SQL Pivot: Need to convert rows into columns

All examples of SQL pivot that I've come across are of numerical data, sum, avg, etc. I need to convert rows of comments into 5 columns.

Current data:

PartyId     UserReason
1                Auto Interest
1                Interest Refund
1                Late Fee
1                Refund
1                Write Off
1                Interest Refund
1                Auto Refund
2                Late Fee
2                Refund
2                Interest Refund

The report results need to display 5 columns ordered by oldest to newest by the primary key.
select top 5 t.PartyId, t.UserReason
from [Transaction] t
where t.NonCashTransactionTypeId is not null
order by t.TransactionId desc

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Wanted Results:

PartyId        UserReason1       UserReason2      UserReason3       UserReason4        UserReason5
1                   Auto Interest       Interest Refund   Late Fee               Refund                   Write Off
2                   Late Fee               Refund                  Interest Refund   NULL                      NULL
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Scott PletcherSenior DBACommented:
    MAX(CASE WHEN row_num = 1 THEN t.UserReason END) AS UserReason1,
    MAX(CASE WHEN row_num = 2 THEN t.UserReason END) AS UserReason2,
    MAX(CASE WHEN row_num = 3 THEN t.UserReason END) AS UserReason3,
    MAX(CASE WHEN row_num = 4 THEN t.UserReason END) AS UserReason4,
    MAX(CASE WHEN row_num = 5 THEN t.UserReason END) AS UserReason5
    SELECT t.PartyId, t.UserReason,
        ROW_NUMBER() OVER(PARTITION BY t.PartyId ORDER BY t.TransactionId DESC) AS row_num
    FROM [Transaction] t
) AS subquery
    row_num BETWEEN 1 AND 5
GROUP BY t.PartyId
ORDER BY t.PartyId --optional, of course

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pzozulkaAuthor Commented:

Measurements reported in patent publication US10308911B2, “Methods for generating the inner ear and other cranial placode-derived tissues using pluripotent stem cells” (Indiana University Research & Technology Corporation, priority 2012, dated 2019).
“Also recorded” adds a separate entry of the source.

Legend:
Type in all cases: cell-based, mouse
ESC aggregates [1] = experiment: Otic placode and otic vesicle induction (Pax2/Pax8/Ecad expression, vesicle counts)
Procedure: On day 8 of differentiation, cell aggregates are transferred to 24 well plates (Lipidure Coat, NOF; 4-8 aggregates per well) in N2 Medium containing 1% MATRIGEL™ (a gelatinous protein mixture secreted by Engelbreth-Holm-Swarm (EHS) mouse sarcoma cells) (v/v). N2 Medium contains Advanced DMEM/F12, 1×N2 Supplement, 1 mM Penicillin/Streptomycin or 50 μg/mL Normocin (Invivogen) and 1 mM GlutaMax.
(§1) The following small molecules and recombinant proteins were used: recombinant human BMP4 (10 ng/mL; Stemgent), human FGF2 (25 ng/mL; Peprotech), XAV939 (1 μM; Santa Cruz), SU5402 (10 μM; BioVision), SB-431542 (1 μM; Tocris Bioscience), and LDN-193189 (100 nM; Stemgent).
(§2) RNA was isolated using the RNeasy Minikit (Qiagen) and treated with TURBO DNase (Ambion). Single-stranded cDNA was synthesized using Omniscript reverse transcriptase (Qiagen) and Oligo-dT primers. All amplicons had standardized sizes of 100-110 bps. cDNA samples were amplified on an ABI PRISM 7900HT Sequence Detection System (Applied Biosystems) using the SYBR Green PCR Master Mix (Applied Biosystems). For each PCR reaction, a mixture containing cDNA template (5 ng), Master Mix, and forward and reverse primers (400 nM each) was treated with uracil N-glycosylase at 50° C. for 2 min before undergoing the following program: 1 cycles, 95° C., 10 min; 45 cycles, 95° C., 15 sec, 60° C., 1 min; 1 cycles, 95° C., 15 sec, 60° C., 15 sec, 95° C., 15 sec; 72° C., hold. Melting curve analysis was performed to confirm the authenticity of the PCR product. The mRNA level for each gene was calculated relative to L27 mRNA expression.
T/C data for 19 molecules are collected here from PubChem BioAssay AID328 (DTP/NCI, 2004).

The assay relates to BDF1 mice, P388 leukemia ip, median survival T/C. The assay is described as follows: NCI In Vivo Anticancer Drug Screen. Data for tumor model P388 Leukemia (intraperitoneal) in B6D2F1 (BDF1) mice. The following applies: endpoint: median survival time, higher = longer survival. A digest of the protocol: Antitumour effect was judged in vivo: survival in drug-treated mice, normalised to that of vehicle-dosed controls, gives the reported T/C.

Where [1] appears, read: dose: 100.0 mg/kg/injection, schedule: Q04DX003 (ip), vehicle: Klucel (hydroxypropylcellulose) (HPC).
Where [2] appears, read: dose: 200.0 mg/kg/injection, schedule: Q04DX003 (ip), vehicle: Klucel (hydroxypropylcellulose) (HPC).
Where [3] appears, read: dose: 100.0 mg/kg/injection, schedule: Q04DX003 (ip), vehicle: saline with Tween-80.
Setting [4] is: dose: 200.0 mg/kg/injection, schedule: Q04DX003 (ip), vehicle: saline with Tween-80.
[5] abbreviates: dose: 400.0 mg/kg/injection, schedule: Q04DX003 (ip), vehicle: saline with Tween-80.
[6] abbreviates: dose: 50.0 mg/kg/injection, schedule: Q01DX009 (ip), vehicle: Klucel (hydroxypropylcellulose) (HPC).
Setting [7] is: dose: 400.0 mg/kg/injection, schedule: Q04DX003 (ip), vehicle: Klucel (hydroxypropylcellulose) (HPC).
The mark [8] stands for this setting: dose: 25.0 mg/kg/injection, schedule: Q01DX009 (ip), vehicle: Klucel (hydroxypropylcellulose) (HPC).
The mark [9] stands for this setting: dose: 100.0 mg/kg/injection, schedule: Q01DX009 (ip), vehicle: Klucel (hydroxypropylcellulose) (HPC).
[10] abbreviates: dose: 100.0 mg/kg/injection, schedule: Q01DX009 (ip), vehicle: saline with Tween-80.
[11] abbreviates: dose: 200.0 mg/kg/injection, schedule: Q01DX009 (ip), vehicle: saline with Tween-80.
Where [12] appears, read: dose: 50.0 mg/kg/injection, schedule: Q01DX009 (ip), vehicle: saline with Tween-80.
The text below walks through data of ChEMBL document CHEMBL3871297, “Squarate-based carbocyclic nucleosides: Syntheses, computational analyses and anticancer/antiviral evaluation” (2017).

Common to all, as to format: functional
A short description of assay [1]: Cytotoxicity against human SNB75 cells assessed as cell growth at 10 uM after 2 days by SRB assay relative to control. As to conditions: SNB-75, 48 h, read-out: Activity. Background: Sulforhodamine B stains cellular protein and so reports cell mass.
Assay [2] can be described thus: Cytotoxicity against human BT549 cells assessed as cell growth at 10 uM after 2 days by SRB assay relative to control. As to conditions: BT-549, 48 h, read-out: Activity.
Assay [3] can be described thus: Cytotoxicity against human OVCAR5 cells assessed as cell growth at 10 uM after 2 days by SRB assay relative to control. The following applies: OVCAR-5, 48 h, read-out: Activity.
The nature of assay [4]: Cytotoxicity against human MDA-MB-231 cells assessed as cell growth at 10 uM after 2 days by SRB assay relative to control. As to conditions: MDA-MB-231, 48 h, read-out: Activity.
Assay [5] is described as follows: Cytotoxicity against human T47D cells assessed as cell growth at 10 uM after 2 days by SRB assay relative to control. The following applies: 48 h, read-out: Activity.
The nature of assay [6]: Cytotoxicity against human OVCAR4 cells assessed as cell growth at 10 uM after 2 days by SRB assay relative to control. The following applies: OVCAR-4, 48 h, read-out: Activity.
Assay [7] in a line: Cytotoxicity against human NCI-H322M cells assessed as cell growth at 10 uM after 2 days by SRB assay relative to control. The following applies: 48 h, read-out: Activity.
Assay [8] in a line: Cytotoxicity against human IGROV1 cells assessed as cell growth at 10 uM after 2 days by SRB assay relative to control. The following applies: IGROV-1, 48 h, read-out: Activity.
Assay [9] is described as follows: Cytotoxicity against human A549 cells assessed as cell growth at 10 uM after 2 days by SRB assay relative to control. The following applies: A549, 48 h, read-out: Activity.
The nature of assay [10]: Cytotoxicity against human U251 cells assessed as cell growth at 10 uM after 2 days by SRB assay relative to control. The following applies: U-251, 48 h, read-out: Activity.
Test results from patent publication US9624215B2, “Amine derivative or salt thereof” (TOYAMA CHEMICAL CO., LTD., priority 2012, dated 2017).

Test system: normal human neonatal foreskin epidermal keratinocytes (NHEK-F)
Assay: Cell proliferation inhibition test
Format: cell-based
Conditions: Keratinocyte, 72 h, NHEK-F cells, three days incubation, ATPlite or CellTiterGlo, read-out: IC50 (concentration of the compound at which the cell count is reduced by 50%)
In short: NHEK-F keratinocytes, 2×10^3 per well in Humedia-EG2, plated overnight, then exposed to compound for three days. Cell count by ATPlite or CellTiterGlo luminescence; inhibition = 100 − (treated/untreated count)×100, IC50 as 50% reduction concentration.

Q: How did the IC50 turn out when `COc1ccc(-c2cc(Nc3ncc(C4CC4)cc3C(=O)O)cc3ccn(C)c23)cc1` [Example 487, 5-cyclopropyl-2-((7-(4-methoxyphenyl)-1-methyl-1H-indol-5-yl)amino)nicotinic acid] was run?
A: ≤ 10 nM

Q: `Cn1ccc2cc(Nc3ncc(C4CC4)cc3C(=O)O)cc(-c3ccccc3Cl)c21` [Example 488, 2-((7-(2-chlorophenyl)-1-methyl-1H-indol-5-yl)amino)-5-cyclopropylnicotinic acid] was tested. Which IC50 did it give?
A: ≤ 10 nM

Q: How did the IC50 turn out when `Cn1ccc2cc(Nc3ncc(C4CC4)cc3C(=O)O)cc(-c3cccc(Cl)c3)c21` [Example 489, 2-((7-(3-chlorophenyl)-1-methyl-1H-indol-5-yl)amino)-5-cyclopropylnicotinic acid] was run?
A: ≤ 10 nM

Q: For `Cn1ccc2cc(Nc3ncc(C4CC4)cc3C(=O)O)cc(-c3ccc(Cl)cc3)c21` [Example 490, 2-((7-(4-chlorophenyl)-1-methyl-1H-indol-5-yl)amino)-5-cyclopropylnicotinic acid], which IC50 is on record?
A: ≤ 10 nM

Can this be done using PIVOT ?
Scott PletcherSenior DBACommented:
I strongly suspect it could.  Hopefully someone else will look at this issue and take care of that for you.
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Éric MoreauSenior .Net ConsultantCommented:
does it have to be columns or can it be a single string? have a look at http://emoreau.com/Entries/Blogs/2009/10/SQL-Concatenate-values-multiple-from-multiple-lines.aspx
pzozulkaAuthor Commented:
Columns would be ideal, as this data will be passed to C# code behind for further processing. It would make it more difficult to parse a string of data, some of which can contain all sorts of characters that could be considered delimiters (commas, periods, spaces, slashes, etc.)
Scott PletcherSenior DBACommented:
Just curious, why does the query have to use PIVOT?
pzozulkaAuthor Commented:
This will be part of a larger query, that will be executed in a production environment with HUGE amounts  of records. We have a 10 minute timeout window, and if this query does not finish within this window, it will fail. After doing a bit of research, it seems like PIVOT would be the best solution for performance.

Other than that, no reason, and your original solution works perfectly in terms of the desired results.
Scott PletcherSenior DBACommented:
Hmm, I'd expect my old-style query to typically outperform PIVOT, but that's certainly not guaranteed.
PortletPaulEE Topic AdvisorCommented:
sorry, this is late:

"it seems like PIVOT would be the best solution for performance."
why? on what basis? because you expect the SQL to be shorter?
I'm not convinced it's faster either.

anyway, the pivot syntax isn't too hard although I still prefer using the older method.
      PartyId, [1], [2], [3], [4], [5]
          , [UserReason]
          , ROW_NUMBER() OVER(PARTITION BY t.PartyId 
                              ORDER BY (select NULL)) AS row_num --<< choose column(s) to order by
      FROM [Transaction] t
      ) sourcedata
      FOR [row_num] IN ([1], [2], [3], [4], [5])
      ) p

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